War of the Rebellion: Serial 066 Page 0411 Chapter XLVII. CORRESPONDENCE, ETC.-CONFEDERATE.

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the island at that time there was not a man too many to give us the chances of success if heavily attacked. No attack, however, was made.

Anticipating a contingency which has occurred, viz, the reduction of our present strength to about one-half what it then was, I looked tot he progress of our fortification, the only means by which, in a fixed position open to observation, economy of men can be effected. So long as a large force is in this vicinity, with the works as they were on the 8th of November, so long will they remain unattacked or be defended with a probability of success. But the enemy command the sea, can observe our strength to a certain extent, can concentrate in a fractional portion of the time required for us to do likewise, and, in consequence, the works being in such state as to require large personal support, by operating on other points, have had, and do now possess, the power to force us to neglect their attack in other directions or place the last remaining exterior sea defense of this city in jeopardy by the withdrawal of our troops to meet an attack at a point whence our enemy can return in forty-eight hours and we in not less than from eight days to two weeks. This dilemma can be avoided by preparing the works on Sullivan's Island so as to render them impregnable against a coup de main, and we should then be able to release surplus infantry from duty at that point for a period after an attack had been commenced, if, indeed, our preparation did not cause the enemy to forego his inclination altogether.

To judge from previous operations, the mechanical resources and character of our adversary, his immense advantages in transportation and command of the sea, the most probable method of attack would be by siege and naval operations; that was the method adopted to reduce Morris Island, and was successful so far as that point was concerned. The success has given advantages to the enemy, although dearly bought. I considered it out of the question for us to defend Long Island, or any point northeast of Sullivan's Island amongst the islands; the most we can do there is to be in observation and to secure some intelligence of the enemy's approach. If in sufficient force of men, material, and transport, he can land on Long Island at Dewees Inlet, and within a few days, say from four to five, establish his batteries within 1,000 or 1,200 yards from Battery Marshall, from which time our defensive labors must be to a great extent interrupted.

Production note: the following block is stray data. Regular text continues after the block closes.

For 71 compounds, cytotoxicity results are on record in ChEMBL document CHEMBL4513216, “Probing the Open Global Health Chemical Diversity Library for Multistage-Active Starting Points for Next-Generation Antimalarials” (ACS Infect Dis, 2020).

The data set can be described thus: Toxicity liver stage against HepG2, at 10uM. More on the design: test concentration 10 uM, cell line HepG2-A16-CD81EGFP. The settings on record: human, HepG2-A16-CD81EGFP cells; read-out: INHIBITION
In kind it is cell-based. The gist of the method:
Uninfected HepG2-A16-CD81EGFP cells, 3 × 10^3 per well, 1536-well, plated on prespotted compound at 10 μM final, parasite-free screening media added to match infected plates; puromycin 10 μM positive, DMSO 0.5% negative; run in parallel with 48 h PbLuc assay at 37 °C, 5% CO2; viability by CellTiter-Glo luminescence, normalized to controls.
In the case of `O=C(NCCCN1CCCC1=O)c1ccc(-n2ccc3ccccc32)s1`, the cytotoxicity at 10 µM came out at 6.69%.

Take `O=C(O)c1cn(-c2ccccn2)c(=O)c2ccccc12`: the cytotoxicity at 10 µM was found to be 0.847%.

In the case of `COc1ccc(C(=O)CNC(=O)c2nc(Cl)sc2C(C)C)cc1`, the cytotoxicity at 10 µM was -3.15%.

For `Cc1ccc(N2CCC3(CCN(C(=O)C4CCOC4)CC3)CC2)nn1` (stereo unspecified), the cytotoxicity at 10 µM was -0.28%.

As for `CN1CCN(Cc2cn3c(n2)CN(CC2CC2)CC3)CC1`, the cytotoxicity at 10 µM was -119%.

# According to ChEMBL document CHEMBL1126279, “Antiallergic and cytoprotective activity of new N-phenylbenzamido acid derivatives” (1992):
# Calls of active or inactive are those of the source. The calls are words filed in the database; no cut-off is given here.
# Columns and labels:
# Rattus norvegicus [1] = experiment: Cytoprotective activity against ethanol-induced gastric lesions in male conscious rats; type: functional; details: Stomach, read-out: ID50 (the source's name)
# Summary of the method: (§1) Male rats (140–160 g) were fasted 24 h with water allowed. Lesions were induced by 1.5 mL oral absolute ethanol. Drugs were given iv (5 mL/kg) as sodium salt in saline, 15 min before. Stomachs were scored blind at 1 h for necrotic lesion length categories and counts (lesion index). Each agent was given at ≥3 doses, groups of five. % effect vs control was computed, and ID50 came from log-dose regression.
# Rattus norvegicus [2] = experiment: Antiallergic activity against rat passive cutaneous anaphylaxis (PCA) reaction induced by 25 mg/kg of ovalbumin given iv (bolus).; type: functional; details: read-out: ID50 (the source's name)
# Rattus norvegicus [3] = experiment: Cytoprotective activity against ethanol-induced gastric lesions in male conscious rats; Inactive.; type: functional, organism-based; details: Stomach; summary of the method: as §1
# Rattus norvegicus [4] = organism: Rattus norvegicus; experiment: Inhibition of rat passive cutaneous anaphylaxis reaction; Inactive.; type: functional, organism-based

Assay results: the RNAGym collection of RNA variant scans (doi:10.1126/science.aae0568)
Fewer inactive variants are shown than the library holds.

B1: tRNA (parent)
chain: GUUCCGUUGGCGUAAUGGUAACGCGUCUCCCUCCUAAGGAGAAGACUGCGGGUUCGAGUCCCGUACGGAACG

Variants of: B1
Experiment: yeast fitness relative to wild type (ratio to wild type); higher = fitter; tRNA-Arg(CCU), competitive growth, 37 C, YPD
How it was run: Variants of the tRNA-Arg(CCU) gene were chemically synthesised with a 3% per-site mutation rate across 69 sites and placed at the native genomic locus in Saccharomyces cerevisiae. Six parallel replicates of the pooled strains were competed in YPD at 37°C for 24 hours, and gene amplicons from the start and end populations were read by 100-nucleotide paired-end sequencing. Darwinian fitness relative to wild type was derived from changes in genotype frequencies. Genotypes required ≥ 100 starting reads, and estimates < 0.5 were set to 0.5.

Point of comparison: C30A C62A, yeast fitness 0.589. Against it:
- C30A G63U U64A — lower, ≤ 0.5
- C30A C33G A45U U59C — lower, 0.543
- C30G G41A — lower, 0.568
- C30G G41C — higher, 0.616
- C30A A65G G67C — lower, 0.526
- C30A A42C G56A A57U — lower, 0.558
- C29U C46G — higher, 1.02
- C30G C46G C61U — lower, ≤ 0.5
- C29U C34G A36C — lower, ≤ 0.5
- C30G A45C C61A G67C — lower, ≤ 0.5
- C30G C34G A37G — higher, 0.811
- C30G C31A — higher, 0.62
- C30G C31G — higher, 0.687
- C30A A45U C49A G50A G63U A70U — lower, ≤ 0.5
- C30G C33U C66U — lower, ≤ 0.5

This attack would probably be supported against Battery Marshall by iron-clads and vessels firing whenever convenient from the sea directly in enfilade, and particularly in reverse, other iron-clads silencing and destroying the detached two-gun batteries on the island, and sweeping all approaches to the work not protected by sand hills. Batteries on Morris Island and iron-clads would give employment to our defenses from Beauregard west, and endeavor to cut off communication by the bridge from Mount Pleasant. The only other communication with Sullivan's Island being from Kinloch's Landing, would be interfered with by long-range batteries from Long Island.

I do not mean to say that our communication would be stopped, but they would be rendered hazardous and uncertain except by night, and especially difficult in the transportation of heavy material. A siege by direct and vertical fire from land and sea, sufficiently sustained to silence our batteries and to render communication difficult,